By Adam Thompson | | 12 mins
MLB All-Star Game Odds, Picks & Home Run Derby Props to Back
The MLB All-Star Break is packed with bettable action, starting Monday night with the anticipated Home Run Derby at Coors Field. Shohei Ohtani is a big favorite at MLB betting sites in the latest Home Run Derby odds.
That’s followed by the 2021 MLB All-Star Game itself on Tuesday night. The American League has won a whopping seven straight in the series. Bookies.com MLB handicapper Adam Thompson has looked at the MLB odds to offer up his top plays in Denver.
MLB All-Star Game Picks
All-Star Game Winner – American League
The NL is favored at sports betting sites and betting apps based on likely superior pitching, but the AL has absolutely dominated the Midsummer Classic. The junior circuit has won the last seven matchups, and five of those seven were played in NL stadiums. Since 1988 the AL is 25-6-1.
One could argue the AL lost big hitters who opted to sit this one out – namely, the three Houston Astros players voted in but who don’t want to face ridicule for their World Series cheating. But the NL will be without Jacob deGrom, Yu Darvish and Kevin Gausman, three of their top four starters. Ronald Acuna and Mookie Betts are also out.
The AL’s track record in this game gives them the slight edge.
All-Star Game – Under 10.5 Runs
The HR rate this year ranks as the fourth-highest in MLB history, but it has come at a price. The .240 cumulative league batting average is the fourth-lowest in history and the second-lowest since 1908. The run rate has dropped to just under nine per game.
In recent history, good pitching has outperformed good hitting. Over the last 14 years, only one All-Star game has totaled more than nine runs. Only three out of 14 has had more than eight. As bullpens get blown up in the regular season, it’s less likely here with only the best of the best relievers coming in, Coors Field or not.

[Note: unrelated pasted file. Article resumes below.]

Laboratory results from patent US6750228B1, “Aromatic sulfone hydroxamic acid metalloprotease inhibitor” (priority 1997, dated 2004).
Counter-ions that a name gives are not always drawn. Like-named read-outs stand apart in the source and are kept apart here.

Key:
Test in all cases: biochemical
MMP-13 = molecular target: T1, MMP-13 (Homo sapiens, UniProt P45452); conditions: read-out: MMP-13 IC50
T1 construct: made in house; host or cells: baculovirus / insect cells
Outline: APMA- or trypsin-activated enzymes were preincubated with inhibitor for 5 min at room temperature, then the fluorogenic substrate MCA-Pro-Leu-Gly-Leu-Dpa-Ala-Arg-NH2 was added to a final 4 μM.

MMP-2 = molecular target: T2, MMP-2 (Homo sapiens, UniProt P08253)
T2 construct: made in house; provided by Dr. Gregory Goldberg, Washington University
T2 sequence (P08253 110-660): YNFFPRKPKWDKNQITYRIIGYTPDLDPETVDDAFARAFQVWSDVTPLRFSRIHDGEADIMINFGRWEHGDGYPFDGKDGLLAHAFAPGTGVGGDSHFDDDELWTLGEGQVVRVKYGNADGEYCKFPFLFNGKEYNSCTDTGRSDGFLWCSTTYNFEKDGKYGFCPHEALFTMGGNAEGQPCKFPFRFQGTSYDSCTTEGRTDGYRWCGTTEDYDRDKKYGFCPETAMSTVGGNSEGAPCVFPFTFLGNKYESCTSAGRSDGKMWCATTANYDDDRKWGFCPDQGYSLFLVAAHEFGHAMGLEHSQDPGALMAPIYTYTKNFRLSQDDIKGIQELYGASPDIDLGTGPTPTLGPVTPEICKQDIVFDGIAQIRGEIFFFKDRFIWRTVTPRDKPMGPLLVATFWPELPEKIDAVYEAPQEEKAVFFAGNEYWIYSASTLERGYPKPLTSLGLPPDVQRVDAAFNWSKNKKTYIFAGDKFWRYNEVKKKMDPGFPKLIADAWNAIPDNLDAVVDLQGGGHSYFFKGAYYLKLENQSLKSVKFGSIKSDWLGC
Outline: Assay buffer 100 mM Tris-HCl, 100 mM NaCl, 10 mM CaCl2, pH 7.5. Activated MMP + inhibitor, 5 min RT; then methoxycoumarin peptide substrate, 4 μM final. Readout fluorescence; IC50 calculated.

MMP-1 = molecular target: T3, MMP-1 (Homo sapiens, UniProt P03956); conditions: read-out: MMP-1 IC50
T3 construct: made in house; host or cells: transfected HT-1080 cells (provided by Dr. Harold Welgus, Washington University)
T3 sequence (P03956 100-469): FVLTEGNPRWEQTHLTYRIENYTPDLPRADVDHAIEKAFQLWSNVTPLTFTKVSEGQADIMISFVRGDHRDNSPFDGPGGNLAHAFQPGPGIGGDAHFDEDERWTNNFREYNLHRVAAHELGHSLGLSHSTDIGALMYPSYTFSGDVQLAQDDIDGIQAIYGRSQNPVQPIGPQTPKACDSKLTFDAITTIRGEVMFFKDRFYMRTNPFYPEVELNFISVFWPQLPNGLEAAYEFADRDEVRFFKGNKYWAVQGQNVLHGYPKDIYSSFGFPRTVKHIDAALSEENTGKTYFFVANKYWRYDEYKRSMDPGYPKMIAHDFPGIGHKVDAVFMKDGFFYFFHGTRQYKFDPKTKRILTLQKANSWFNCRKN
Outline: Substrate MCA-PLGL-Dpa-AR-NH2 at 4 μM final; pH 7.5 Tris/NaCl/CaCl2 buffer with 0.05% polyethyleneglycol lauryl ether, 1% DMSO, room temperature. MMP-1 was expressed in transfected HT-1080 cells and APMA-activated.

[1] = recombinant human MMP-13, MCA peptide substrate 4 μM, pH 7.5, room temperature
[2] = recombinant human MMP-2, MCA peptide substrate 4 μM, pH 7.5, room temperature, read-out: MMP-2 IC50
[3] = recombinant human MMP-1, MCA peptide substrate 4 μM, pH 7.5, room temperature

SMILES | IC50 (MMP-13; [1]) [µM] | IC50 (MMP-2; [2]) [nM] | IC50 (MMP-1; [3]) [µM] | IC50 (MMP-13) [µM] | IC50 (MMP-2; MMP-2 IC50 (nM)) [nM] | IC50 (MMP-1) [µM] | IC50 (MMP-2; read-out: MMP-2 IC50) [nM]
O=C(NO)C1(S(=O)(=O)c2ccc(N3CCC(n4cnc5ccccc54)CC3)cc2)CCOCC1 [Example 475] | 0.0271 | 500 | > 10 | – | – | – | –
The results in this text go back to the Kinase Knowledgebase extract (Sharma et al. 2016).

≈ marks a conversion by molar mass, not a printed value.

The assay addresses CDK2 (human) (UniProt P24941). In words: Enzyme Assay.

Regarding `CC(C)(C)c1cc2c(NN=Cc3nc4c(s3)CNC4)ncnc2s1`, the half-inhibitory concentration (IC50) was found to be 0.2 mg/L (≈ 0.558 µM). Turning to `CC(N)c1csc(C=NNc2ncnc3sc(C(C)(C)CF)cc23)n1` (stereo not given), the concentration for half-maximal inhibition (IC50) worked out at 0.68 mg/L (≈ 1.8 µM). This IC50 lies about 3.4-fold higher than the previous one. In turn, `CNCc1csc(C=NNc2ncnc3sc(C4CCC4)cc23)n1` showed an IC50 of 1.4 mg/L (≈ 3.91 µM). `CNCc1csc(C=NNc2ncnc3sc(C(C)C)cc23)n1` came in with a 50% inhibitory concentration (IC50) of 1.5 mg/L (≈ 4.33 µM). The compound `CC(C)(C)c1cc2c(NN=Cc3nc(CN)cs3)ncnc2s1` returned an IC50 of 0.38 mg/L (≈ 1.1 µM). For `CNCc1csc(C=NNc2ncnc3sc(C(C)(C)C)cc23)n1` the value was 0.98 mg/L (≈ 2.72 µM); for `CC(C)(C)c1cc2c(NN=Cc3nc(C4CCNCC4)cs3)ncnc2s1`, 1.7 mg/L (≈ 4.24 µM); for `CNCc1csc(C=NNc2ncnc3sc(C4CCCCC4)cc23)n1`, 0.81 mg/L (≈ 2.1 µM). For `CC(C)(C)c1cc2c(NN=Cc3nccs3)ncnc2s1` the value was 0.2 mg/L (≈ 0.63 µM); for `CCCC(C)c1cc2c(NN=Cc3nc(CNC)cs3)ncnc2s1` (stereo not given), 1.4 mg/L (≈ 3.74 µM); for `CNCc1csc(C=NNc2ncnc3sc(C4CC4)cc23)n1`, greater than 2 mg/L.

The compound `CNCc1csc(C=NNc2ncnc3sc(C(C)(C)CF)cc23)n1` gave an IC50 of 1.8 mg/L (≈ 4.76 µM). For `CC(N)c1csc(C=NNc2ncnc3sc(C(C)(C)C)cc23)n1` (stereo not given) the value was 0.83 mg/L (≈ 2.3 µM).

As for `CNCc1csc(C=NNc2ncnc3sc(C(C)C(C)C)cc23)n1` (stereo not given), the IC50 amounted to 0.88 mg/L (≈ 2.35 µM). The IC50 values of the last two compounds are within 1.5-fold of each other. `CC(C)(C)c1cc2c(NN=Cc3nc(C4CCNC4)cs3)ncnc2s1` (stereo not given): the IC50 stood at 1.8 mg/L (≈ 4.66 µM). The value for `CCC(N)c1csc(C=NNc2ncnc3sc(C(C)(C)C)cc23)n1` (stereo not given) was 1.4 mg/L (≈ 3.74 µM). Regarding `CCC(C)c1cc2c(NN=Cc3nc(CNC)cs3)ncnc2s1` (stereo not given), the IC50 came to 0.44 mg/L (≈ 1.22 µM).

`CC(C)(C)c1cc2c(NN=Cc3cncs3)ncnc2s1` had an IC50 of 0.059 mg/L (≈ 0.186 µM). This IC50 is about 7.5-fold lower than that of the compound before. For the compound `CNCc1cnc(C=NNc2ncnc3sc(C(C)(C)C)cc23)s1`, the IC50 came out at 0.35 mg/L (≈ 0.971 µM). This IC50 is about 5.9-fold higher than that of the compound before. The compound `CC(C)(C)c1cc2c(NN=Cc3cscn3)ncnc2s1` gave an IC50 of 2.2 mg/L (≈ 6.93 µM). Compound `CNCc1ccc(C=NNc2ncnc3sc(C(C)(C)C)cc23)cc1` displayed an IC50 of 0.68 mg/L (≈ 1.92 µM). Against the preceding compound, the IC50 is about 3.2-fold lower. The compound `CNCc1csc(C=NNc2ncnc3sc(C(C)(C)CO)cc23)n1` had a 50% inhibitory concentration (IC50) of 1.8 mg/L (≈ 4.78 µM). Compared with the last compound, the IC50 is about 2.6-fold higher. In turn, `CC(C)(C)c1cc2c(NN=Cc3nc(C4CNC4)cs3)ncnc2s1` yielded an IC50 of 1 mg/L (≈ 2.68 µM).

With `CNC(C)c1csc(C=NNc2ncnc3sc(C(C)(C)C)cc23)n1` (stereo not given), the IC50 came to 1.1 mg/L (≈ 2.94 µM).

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Home Run Derby Picks
Longest Home Run – Under 519.5 Feet
Coors Field is known for giving up the long balls, but no ball has ever been remotely close to traveling this distance. In fact, only two shots at the ballpark have gone more than 500 feet – Trevor Story hit a 505-foot bomb earlier this season, and Giancarlo Stanton went 504 feet in 2016.
The humidor, however, is off tonight. Since its inception to Denver, home runs have dipped 25% at the park. This season, Coors Field ranks only sixth in HR park factor, in part because the Rockies aren’t as hard-hitting as they once were. There should be a big uptick in total homers. But length?
At the 1998 Home Run Derby at Coors, Mark McGwire’s longest bomb went 510 feet. Since 2015, only six HRs have traveled more than 500 feet – that includes All-Star games. The longest? A 513-foot bomb by Aaron Judge; the second longest was also Judge (507). He’s not in the field, and we’re talking several feet past that.
Expect a ton of HRs to be hit on Monday, but going 520 feet is really long.
Home Run Derby, Make the Finals – Matt Olson
Olson has 23 HRs on the season, behind only Shohei Ohtani (33) and Joey Gallo (24). While Ohtani has rightfully gotten the headlines, Olson has been nearly as hot lately. And this is despite playing half his games at Oakland, which typically ranks near the bottom in homers allowed.
The right field alley has been the best luck for line drives to turn into home runs. The left-handed Olson hits most of his HRs there. When it comes to the eight-player bracket, Olson will potentially have to get past Gallo in the second round to reach the finals, but would avoid Ohtani and defending HR champ Pete Alonso.
Ohtani vs. Alonso is a toss-up for me, but Olson to get to the finals as a slight darkhorse is a solid value play at top sportsbooks .
Want more expert tips from our team of MLB handicappers? Get exclusive MLB Picks from Adam Thompson & Dan Kilbridge only at bookiesEDGE.